practice and think about the learning outcomes, principles and practices in the learning frameworks • d  ocument children’s programs, learning and development in a way that meets the standards and is manageable, meaningful and relevant for the children, families, setting and community • t hink about what they would like the authorised officer to observe, discuss and sight to demonstrate the service is meeting the standards. From the data available from the service assessment and ratings to date, we see that educators are having most difficulty with the elements in Quality Area 1 – Educational Program and Practice – that relate to critical reflection and the cycle of planning, implementing and evaluating. As a start, the reflective questions in the Early Years Learning Framework and the Framework for School Age Care as well as the Guide to the National Quality Standard are useful for educational leaders to use to engage educators in discussion and reflection about programs and practices.

There are a number of resources available to assist educational leaders. For example, if you want to know how the authorised officer will assess that the educational leader is effectively leading the development of the curriculum and ensuring the establishment of clear goals and expectations for teaching and learning, the Guide to the National Quality Standard offers some suggestions. However, it is important to remember it is not a checklist, but rather paints a picture of what you might expect to see at the Meeting National Quality Standard level. The Early Childhood Australia Professional Learning Program and the Inclusion and Professional Support online library also include useful and accessible resources on this topic. 1 OECD (2006) Starting Strong II: Early Childhood Education and Care. http:www. oecd.org/newsroom/37425999.pdf 2 Thomas, L and Nuttall, J (2014) Negotiating policy-driven and state mandated expectations of leadership: Discourses accessed by early childhood educators in Australia. New Zealand Research in Early Childhood Education Journal, 17 pp101–114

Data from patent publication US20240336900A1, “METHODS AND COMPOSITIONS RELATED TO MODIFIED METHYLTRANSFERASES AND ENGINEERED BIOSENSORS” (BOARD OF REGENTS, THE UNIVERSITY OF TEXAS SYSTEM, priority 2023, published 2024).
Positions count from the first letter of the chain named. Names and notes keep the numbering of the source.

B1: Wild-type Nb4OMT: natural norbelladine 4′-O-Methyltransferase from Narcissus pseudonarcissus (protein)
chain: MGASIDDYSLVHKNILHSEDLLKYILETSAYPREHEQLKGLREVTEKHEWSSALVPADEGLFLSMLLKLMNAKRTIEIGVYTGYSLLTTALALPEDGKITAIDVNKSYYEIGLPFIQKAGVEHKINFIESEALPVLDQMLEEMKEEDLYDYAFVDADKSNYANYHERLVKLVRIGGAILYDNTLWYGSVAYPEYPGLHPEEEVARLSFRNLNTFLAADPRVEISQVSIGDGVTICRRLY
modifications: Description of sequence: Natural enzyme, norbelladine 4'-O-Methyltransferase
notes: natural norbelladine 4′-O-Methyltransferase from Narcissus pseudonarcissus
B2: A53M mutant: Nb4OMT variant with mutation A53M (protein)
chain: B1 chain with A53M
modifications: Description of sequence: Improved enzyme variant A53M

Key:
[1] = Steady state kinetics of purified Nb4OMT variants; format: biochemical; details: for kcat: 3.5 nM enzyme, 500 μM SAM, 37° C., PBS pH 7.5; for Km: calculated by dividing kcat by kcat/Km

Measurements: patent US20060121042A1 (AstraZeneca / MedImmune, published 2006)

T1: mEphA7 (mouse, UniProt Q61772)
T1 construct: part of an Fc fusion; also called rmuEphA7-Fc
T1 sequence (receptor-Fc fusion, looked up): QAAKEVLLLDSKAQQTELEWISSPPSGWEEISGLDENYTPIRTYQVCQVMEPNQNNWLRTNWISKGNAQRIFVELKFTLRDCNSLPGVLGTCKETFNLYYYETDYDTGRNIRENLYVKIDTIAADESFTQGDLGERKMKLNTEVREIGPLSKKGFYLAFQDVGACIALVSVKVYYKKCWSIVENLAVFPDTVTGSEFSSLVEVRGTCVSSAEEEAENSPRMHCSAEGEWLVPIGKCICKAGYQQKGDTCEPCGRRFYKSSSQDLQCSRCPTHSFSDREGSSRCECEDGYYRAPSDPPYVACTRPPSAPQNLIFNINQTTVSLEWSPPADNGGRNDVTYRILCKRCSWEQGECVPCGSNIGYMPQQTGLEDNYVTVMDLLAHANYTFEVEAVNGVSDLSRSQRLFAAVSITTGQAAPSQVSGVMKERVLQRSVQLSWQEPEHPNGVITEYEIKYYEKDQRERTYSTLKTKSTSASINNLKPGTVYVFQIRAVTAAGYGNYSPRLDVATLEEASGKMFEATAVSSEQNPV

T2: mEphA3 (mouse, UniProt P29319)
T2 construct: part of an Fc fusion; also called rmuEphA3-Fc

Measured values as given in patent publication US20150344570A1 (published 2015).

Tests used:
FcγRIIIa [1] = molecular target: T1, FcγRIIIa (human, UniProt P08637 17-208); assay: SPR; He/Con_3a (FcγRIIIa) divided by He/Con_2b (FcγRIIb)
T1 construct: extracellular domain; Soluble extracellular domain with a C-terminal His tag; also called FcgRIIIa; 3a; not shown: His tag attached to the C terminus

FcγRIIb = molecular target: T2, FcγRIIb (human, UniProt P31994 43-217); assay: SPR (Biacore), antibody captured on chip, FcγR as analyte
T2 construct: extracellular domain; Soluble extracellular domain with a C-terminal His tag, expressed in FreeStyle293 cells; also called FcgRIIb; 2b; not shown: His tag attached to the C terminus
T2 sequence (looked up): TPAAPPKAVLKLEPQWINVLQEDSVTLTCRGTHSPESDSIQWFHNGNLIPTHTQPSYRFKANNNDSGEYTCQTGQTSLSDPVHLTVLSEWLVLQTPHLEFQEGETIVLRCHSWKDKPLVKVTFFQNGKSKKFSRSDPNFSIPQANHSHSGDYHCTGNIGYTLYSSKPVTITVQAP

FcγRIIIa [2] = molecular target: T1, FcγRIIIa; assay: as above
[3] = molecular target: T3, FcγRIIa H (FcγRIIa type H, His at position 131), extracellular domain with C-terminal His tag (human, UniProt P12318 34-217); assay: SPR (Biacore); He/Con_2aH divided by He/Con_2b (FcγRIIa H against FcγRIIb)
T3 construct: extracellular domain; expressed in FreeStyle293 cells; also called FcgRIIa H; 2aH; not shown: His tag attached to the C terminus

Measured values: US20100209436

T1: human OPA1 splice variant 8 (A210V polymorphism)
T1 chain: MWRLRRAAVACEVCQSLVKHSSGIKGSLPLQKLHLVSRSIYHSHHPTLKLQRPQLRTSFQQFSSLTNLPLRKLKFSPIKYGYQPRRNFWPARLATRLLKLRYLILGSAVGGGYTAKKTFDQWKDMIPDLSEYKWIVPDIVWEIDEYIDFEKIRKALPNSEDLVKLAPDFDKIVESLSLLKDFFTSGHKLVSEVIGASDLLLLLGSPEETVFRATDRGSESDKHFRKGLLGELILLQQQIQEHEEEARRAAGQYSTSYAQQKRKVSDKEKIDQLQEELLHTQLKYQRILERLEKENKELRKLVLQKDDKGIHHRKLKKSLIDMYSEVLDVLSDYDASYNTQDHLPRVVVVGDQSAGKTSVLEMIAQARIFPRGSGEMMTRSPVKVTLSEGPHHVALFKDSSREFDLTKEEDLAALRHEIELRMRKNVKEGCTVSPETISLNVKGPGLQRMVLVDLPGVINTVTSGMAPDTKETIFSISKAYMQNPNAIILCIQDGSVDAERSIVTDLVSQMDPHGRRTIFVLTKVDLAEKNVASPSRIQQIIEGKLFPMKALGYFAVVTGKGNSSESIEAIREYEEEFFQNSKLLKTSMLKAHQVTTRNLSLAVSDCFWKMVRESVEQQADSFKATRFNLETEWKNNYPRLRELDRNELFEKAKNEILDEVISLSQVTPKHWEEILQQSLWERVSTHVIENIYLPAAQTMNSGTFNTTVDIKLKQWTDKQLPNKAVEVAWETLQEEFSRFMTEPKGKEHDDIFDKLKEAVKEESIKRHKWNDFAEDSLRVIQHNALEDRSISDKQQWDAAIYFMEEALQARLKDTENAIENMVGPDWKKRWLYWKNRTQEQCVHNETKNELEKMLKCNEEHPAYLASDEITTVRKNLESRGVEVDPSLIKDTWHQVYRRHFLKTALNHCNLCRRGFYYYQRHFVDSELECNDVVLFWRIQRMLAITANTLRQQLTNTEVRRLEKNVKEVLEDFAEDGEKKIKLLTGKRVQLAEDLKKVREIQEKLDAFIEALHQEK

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ELAA Partnering with Allianz Workers’ Compensation Insurance Allianz knows the importance of having peace of mind when growing your business.

Peace of mind when growing your business means making the right choices along the way, including the important one about workers’ compensation insurance. Your workers’ compensation insurance should work as a ‘silent partner’ with your business to protect you and your employees when you need it most. When contacting us to arrange cover, make a change to an existing policy, or to lodge or enquire about a claim, we make it easy for you, exceeding your expectations. As the preferred WorkCover agent of the ELAA, Allianz will provide you with: • A  n Account Manager to oversee your Workers’ Compensation program; • C  laims management expertise that will return your injured workers to employment sooner; • Occupational Health & Safety support and guidance; • Access to Allianz training courses and events.

2014 National Training Schedule now available To help ELAA members begin planning their training requirements for the new year, Allianz’ workers compensation courses for 2014 are now available online.

As well as standard course offerings, three new courses have been introduced. New courses for 2014 are: • Incident Investigation – This course will provide participants with an overview of incident investigations, reporting, notification obligations and prevention strategies in the workplace; • P  revention of Musculoskeletal Injuries in the Workplace – This course will examine the common causes of musculoskeletal injuries, including manual tasks and slips, trips and falls. The course will focus on prevention and provide ergonomic principles and risk management strategies to implement in the workplace. • E  nhancing Wellbeing in the Workplace – This workshop will help you understand the impact of health and wellbeing levels on workforce capability and the benefits that a wellbeing program can add to your workplace. It will also assist you to develop and implement a strategic wellbeing program in your workplace. For more detailed descriptions of these new courses and all other courses available go to http://www.allianz.com.au/ workers-compensation/training/